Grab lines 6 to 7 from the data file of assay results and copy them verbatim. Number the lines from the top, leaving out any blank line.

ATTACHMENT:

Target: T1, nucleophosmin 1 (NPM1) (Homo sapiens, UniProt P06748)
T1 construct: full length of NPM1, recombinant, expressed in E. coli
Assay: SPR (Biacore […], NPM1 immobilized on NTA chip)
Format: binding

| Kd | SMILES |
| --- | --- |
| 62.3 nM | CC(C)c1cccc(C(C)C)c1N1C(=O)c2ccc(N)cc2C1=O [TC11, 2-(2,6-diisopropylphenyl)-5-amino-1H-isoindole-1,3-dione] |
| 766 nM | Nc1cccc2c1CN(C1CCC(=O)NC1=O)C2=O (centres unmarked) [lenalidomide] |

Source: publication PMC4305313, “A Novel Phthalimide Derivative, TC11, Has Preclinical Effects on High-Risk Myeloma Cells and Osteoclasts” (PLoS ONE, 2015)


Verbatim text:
| --- | --- |
| 62.3 nM | CC(C)c1cccc(C(C)C)c1N1C(=O)c2ccc(N)cc2C1=O [TC11, 2-(2,6-diisopropylphenyl)-5-amino-1H-isoindole-1,3-dione] |